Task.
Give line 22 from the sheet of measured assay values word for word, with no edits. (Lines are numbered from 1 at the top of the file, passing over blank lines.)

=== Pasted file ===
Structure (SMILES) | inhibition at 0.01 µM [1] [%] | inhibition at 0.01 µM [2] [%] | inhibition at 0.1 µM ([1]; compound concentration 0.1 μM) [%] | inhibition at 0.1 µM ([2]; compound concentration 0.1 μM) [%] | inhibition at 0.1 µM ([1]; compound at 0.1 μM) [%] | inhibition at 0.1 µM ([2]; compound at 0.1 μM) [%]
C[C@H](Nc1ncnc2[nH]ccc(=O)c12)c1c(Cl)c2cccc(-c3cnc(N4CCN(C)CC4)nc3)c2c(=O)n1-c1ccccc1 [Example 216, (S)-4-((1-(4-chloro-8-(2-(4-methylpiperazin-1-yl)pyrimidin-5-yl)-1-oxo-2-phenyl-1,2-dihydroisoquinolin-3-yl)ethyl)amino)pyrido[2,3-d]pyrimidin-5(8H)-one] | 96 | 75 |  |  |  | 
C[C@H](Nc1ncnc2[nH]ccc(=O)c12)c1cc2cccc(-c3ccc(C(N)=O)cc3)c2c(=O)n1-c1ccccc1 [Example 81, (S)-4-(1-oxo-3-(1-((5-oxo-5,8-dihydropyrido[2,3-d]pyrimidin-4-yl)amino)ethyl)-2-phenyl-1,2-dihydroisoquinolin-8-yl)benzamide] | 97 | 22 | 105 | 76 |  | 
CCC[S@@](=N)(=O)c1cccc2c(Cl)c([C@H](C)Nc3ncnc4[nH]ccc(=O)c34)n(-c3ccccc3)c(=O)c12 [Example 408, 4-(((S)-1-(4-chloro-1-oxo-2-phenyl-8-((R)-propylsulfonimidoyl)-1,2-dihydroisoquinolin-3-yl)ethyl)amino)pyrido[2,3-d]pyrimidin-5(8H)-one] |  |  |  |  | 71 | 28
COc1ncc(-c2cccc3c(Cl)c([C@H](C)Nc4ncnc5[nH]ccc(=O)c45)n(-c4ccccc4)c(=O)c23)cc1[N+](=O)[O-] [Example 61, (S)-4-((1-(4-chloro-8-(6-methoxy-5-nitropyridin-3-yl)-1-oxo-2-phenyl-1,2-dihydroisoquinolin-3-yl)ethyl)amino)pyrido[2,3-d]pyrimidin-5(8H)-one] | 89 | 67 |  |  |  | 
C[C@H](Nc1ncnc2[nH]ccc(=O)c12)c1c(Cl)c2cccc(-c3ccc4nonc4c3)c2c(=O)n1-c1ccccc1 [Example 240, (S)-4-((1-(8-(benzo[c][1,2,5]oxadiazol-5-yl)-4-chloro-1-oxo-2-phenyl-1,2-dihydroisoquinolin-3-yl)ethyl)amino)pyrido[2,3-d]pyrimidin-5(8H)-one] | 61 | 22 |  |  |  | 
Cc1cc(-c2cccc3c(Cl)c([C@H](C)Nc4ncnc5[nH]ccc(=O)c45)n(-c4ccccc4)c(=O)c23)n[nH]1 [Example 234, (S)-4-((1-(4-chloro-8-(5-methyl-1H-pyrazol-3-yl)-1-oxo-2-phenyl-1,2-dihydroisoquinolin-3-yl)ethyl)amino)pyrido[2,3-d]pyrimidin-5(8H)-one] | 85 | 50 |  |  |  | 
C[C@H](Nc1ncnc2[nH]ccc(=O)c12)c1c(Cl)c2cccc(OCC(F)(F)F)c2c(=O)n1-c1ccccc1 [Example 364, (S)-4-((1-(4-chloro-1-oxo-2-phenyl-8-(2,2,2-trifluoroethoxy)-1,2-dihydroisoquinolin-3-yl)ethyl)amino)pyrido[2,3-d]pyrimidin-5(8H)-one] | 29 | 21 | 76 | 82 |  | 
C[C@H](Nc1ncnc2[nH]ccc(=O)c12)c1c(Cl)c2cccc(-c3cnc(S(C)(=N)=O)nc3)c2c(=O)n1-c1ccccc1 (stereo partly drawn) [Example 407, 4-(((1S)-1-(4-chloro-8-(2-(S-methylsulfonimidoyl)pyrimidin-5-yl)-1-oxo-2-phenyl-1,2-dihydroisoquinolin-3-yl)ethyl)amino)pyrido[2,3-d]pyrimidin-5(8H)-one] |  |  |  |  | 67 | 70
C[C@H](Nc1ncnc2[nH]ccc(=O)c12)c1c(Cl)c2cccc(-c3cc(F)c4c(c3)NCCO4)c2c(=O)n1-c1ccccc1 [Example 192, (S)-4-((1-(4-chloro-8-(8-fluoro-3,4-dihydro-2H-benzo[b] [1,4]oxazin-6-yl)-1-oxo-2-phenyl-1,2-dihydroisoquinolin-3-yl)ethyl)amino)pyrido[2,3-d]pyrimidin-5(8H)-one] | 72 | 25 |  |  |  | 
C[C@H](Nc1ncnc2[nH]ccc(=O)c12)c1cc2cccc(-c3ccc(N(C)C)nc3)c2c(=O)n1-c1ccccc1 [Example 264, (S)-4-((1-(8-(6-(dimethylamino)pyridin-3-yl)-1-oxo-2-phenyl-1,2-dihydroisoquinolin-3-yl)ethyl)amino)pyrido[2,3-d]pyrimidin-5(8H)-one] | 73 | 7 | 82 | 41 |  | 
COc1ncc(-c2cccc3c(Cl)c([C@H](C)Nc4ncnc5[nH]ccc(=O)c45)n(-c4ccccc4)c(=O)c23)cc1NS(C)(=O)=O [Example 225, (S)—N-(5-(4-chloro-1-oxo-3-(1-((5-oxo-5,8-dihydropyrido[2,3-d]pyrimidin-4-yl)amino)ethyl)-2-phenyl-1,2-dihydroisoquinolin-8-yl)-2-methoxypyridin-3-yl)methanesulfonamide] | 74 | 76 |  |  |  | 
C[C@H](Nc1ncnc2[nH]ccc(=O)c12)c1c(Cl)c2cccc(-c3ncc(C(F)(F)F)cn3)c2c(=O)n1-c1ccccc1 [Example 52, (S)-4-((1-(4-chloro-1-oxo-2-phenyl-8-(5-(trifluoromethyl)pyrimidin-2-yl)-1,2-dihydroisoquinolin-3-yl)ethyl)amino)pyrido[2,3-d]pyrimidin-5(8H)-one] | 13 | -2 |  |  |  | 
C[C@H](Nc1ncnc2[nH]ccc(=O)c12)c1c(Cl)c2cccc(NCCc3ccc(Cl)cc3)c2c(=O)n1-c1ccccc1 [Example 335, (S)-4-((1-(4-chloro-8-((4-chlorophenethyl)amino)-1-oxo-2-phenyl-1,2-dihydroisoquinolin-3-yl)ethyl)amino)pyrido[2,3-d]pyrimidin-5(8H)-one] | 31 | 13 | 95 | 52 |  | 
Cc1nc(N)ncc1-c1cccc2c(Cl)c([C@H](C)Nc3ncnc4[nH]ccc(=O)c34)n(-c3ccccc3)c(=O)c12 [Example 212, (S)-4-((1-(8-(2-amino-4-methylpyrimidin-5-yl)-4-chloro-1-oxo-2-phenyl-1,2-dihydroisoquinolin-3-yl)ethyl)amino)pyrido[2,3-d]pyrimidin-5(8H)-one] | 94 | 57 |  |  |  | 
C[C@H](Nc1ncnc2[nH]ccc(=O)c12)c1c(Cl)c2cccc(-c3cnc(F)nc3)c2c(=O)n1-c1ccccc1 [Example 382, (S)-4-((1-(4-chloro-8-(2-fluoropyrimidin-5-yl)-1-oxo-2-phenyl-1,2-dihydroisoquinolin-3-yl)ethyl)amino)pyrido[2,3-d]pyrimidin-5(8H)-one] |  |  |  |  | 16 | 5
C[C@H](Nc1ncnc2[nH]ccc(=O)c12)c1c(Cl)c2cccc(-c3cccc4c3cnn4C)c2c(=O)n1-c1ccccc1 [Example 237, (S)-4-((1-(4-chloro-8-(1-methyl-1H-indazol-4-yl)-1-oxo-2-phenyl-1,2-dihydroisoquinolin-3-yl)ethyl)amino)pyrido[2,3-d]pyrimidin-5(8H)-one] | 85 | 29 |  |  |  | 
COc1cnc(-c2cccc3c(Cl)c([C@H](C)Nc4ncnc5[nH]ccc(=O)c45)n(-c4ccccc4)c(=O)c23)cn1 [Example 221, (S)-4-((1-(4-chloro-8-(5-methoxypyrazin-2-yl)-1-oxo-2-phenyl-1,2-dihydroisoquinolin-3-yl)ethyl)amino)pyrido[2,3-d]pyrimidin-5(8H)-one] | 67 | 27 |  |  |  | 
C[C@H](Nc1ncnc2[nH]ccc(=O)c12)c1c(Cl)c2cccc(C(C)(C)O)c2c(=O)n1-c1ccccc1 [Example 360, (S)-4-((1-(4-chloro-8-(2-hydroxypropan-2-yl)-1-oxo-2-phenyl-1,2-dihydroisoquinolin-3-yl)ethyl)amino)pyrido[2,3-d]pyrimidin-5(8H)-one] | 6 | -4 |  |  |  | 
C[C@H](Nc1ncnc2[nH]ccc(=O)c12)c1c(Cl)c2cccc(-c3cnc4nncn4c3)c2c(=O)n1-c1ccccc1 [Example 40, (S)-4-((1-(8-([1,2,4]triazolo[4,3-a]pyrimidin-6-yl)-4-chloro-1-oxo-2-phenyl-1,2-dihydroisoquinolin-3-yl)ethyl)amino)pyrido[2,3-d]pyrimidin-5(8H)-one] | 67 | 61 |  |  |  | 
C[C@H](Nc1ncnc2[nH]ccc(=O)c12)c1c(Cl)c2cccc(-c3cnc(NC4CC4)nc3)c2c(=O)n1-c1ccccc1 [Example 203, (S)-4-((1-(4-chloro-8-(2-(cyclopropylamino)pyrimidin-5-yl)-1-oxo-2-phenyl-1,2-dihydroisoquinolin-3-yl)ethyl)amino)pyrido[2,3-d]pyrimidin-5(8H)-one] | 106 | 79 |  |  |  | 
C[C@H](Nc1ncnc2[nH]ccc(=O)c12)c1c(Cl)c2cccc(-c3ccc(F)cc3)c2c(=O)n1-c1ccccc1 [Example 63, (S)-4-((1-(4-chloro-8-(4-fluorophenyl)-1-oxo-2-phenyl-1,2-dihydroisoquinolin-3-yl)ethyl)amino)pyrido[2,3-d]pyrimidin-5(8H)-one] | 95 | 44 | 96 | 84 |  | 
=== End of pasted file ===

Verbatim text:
C[C@H](Nc1ncnc2[nH]ccc(=O)c12)c1c(Cl)c2cccc(-c3ccc(F)cc3)c2c(=O)n1-c1ccccc1 [Example 63, (S)-4-((1-(4-chloro-8-(4-fluorophenyl)-1-oxo-2-phenyl-1,2-dihydroisoquinolin-3-yl)ethyl)amino)pyrido[2,3-d]pyrimidin-5(8H)-one] | 95 | 44 | 96 | 84 |  | 